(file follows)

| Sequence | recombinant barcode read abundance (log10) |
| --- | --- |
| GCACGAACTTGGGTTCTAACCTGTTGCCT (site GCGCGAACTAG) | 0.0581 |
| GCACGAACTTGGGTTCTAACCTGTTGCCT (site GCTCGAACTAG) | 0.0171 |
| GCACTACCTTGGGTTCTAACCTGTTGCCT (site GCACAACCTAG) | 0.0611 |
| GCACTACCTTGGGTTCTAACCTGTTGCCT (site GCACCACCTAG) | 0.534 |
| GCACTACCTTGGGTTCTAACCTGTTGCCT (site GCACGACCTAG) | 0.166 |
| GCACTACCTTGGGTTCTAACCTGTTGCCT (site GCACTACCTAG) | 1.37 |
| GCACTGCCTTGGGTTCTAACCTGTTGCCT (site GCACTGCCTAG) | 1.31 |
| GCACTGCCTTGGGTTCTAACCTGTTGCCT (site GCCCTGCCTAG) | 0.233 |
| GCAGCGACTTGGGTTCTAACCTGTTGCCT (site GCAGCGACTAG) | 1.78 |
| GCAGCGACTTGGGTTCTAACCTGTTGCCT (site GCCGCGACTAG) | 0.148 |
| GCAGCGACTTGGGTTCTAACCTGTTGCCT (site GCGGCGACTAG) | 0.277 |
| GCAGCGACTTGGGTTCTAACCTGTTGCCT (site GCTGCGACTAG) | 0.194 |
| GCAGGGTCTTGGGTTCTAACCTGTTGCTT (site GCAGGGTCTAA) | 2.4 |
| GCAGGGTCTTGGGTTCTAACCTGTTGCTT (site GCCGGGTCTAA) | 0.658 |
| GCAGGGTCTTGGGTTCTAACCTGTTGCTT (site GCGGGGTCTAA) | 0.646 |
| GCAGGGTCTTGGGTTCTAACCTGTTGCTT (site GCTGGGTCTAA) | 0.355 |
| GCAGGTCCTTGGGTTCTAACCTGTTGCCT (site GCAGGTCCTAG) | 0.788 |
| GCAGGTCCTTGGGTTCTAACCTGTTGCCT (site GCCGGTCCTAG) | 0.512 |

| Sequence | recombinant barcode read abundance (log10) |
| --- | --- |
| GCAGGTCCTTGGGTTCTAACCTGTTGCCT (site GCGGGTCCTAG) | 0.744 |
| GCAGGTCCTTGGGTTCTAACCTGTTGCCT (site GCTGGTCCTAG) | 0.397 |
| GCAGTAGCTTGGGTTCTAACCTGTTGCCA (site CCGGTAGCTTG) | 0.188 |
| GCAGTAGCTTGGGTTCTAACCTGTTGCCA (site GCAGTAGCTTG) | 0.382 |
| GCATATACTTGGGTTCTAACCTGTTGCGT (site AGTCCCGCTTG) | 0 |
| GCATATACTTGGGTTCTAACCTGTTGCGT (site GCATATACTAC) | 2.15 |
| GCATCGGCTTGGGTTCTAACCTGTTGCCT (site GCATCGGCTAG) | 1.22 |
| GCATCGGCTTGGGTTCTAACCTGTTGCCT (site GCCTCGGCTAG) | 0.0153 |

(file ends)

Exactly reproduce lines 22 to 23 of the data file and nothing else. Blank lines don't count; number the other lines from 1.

| --- | --- |
| GCAGGTCCTTGGGTTCTAACCTGTTGCCT (site GCGGGTCCTAG) | 0.744 |